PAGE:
New UHRP report on Chinese transnational repression of Uyghurs in Arab states

by Anne Kader

Image: Pixabay



By Tess Langbroek



Uyghur Human Rights Project (UHRP) and ‘Oxus Society for Central Asian Affairs’ have published a new report. It is titled “Beyond Silence Collaboration: Between the Arab States and China in the Transnational Repression of Uyghurs”.


Chinese transnational repression of Uyghurs now extends to Arab countries previously deemed safe for Uyghurs. According to the UHRP dataset, an estimated 292 Uyghurs have been detained or deported from Arab states at China’s request since 2001.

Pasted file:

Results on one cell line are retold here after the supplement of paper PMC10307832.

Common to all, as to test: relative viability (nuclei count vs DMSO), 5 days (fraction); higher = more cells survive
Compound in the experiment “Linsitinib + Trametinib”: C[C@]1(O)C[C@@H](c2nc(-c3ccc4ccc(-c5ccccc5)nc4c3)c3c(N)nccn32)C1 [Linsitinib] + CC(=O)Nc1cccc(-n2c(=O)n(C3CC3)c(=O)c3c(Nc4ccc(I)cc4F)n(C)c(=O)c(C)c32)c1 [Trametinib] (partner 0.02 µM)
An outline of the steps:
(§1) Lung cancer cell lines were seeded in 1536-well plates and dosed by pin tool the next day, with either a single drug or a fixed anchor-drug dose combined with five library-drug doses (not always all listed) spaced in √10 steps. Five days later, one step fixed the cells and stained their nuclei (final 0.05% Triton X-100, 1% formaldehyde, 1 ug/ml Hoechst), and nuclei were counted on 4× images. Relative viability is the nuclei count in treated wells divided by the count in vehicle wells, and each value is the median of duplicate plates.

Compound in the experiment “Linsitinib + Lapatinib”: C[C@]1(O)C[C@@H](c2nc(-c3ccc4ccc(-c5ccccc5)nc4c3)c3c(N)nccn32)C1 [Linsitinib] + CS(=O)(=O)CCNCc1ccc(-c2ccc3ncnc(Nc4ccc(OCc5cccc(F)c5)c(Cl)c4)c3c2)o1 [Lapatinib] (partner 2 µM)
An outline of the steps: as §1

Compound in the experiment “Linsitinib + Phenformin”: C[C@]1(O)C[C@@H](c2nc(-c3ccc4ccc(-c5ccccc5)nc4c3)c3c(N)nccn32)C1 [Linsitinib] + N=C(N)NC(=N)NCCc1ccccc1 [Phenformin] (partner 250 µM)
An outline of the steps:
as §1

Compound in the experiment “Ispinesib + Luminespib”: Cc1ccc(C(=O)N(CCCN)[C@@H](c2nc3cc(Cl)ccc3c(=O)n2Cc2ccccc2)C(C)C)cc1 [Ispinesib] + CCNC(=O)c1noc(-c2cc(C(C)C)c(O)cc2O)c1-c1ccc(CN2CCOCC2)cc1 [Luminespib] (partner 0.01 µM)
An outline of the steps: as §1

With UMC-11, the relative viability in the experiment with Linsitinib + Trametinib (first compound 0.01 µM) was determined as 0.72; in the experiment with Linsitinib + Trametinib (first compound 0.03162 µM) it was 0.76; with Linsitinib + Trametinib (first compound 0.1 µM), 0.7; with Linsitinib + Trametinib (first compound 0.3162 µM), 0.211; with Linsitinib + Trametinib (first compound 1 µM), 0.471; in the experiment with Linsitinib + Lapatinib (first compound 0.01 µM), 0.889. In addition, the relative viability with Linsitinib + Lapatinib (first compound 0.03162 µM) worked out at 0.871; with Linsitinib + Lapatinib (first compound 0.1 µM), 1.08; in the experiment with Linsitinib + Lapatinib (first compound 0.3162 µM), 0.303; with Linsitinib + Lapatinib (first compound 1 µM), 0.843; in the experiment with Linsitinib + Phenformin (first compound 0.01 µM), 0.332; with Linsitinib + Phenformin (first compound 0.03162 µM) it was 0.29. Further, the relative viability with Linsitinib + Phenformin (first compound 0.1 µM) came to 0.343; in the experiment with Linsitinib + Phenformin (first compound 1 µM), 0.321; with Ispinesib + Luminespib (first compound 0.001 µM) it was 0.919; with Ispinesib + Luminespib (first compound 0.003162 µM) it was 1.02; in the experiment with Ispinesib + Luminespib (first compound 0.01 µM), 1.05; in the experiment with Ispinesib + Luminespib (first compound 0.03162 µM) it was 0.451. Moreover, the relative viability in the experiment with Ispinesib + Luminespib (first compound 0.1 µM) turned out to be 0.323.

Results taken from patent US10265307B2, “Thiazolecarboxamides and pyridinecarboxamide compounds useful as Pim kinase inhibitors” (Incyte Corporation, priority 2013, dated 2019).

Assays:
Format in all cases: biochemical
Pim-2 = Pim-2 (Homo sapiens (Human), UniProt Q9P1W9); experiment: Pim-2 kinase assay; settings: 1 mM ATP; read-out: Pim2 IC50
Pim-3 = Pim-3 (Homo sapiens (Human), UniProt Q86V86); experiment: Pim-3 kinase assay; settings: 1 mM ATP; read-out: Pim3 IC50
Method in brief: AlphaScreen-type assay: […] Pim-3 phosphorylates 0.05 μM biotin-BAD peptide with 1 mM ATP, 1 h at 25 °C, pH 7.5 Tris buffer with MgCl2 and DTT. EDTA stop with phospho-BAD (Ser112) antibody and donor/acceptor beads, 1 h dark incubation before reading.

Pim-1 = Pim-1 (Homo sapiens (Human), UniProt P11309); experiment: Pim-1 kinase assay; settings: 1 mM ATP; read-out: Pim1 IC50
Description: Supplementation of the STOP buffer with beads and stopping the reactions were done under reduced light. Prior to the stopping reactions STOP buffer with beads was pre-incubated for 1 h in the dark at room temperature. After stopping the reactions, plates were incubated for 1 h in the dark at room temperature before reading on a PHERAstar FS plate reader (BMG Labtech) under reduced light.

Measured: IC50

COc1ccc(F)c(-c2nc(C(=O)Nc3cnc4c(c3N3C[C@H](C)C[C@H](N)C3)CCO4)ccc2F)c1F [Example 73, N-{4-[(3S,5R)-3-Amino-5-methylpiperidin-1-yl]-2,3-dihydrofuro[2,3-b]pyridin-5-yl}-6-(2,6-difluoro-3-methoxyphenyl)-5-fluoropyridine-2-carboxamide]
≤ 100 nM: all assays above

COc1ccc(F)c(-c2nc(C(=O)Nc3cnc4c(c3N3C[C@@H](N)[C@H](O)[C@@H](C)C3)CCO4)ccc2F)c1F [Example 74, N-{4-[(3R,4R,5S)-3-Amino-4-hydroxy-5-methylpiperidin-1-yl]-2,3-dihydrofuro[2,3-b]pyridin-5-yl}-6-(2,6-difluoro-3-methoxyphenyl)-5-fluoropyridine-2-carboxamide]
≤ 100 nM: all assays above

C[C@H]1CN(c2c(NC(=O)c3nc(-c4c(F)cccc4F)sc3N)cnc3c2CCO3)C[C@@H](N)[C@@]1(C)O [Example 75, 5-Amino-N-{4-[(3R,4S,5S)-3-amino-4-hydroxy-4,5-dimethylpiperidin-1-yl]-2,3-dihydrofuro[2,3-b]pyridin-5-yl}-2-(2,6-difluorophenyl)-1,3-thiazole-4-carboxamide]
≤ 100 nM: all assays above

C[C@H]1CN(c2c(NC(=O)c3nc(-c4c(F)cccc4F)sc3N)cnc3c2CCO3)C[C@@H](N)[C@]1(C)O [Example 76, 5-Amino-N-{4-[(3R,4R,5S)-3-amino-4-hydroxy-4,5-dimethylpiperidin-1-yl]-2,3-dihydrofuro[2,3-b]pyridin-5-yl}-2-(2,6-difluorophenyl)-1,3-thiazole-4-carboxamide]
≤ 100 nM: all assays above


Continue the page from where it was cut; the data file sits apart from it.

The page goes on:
In 2017 two hundred Uyghur students at Al-Azhar University in Cairo were rounded up in Egypt. At least 45 of them were deported to China. Interview notes also suggest that Chinese police were present in Egypt during interrogations. 


At least six Arab states—Egypt, Morocco, Qatar, Saudi Arabia, Syria, and the United Arab Emirates (UAE)—have participated in the transcontinental repression by China, the report reveals


China uses five ways of transnational repression to target Uyghurs in Arab states: 

1) Transnational digital surveillance 

2) Global War on Terror narrative, which serves as justification for detention.  

3) Institutions of Islamic education 

4) the Hajj and Umrah in Saudi Arabia 

5) Denial of travel documents to Uyghurs in Arab states


The latest Chinese effort to coax the Arab and other Muslim majority nations on its side was for the Chinese Foreign Minister Wang Yi to attend the Organization of Islamic Cooperation Conference in Pakistan last week.

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